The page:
For a global symbol of convenience, the 7-Eleven brand takes some beating for its presence on seemingly every street corner or mall basement.
Soon its orange, green and red storefronts will be as familiar in Indonesia as they have become in so many other Asian countries, if the local franchise-holder gets its way and can shake off controversy dogging its first months of operation in this country.
PT Modern Putra Indonesia owns the Indonesian rights to the global brand, which has over 36,000 company-owned and franchised stores worldwide.
Modern Putra, a subsidiary of photographic, electronics and telecommunications products retailer PT Modern Internasional, which has more than 1,500 outlets in Indonesia, signed a master franchise agreement with 7-Eleven in April 2009. It opened the first Indonesian store last November on Jalan Bulungan in South Jakarta, and there are now eight stores, all in Jakarta.
But Modern Putra has run into some of the sort of difficulties that are all too common for new businesses here, the most serious being the Trade Ministry publicly questioning whether it has the requisite licenses for the stores.
From soon after the first openings, there were local media reports alleging that it only had a restaurant license from the Jakarta Culture and Tourism Agency, which would only let it sell processed food and drinks, rather than general merchandise.
Meanwhile, the Trade Ministry has questioned whether Modern Putra has secured a franchise license and a license to operate modern convenience stores.
Modern Internasional spokeswoman Neneng Sri Mulyati denied there was any licensing problems. “We operate in accordance to the regulations,” she told the Jakarta Globe. “Whatever the licenses needed, we have already secured them. We are prepared to give explanations. If we are found to be breaching regulations, we are willing to submit to the law.”
But Subagyo, director general of domestic trade at the Trade Ministry, was not so sure. “We haven’t received any reports from Jakarta Trade and Industry Agency that they have applied for licences,” he said. “If they have already secured the required licenses, the agency should have reported that to us within a month of the licences being issued.”
The Jakarta Trade and Industry Agency, part of the city administration, is responsible for issuing franchise licenses and convenience store licenses in Jakarta.
Jakarta Culture and Tourism Agency head Arie Budhiman has confirmed that his office had issued a license to Modern Putra to operate a restaurant business.
“I gave them a permit to operate restaurant. Since they provide processed food and beverages and also provide places for consumers to eat their foods, it was categorized as a restaurant business. With this license they can sell food and beverages to consumers,” Arie said.
He said he had only issued the restaurant license on the understanding that Modern Putra had already secured a license to run a convenience store. “Without it I would not have dared to give them a restaurant license. But we will reevaluate it after one year.
Neneng declined to say which licenses the company had.
“We don’t need to clarify anything about our licences. The point is, we have run the business in accordance to the law,” she said. She voiced annoyance with media reports that Modern Putra didn’t have an appropriate license and said it was the company’s private business.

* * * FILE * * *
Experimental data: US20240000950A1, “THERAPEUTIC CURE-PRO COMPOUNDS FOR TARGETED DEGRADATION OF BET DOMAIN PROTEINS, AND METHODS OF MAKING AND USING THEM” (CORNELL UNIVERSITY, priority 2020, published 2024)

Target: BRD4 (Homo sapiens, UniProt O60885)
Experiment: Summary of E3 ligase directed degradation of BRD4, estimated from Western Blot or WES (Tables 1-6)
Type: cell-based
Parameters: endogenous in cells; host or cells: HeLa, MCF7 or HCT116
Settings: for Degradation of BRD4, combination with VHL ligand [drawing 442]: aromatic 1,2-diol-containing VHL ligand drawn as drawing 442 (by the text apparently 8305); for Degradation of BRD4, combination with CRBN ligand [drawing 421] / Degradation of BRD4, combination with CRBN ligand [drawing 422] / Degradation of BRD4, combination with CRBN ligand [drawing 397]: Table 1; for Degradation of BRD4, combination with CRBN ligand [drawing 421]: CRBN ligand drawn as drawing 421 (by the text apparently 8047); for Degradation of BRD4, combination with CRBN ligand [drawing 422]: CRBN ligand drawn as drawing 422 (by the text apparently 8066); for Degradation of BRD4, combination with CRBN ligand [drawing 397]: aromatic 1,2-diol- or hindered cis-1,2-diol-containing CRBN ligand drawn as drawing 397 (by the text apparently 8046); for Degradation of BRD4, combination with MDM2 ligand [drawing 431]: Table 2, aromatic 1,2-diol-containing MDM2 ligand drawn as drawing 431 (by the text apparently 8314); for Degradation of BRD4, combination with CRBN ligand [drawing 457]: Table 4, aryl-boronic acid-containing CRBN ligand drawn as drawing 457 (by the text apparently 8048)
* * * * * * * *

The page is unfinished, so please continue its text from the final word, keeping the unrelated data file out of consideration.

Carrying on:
The issue looks set to come to a head next week, the Trade Ministry’s Subagyo hinted, as he told the Jakarta Globe that his department would be investigating more closely. “We are still coordinating with Jakarta city officials . That’s why I cannot explain to you right now about the licensing clearly. We will discuss it with the Jakarta officials by next week.
“On Tuesday there is a meeting to synchronize it. Why don’t you wait until Tuesday and see the result?”
Apart from the Bulungan store, there is a 7-Eleven also in Kemang, South Jakarta; Menteng, Central Jakarta; Matraman, East Jakarta; Teluk Betung, Central Jakarta; Cipete, South Jakarta; Mampang, South Jakarta and Terogong, South Jakarta.
When the Jakarta Globe visited the Menteng store it was selling a range of goods such as cigarettes, soaps and detergents, as well as apart from ready-to-eat-foods and beverages.
A kiosk owner nearby the Teluk Betung 7-Eleven said the store had hurt his businesses. “Before the store opened, I could earn about Rp 500,000 ($55) a day, said Aman, 40. “But during the last three months my income has dropped to only Rp 300,000 a day,” he said.
He said the 7-Eleven’s purchasing power meant it could undercut him on items such as cigarettes. “The price difference may not very large, only about Rp 500 per pack. But it’s still some money, and buyers look for the lower prices. A small vendor like me cannot compete on price.”
Imun, 19, the owner of a kiosk near the Bulungan 7-Eleven, said his income had fallen from around Rp 1,000,000 to Rp 800,000 a month since the 7-Eleven opened. After school, students used to hang out around his kiosk, but now they prefer to go to the 7-Eleven, Imun said.
License worries notwithstanding, Aman and Imun’s experience looks set to be replicated around Indonesia as Modern Putra is planning to roll-out more 7-Elevens around the country.
Neneng said the plan was to convert many of Modern Internasional’s photographic retail outlets into 7-Elevens. “We have around 80 Fuji Image Plaza outlets and 60 M Studio outlets in Jakarta. Not all of them can be converted, because of their locations.
“ I cannot tell you how many we will convert this year. But eventually at the right time we will also offer 7-Eleven franchises to the public and our business partners.”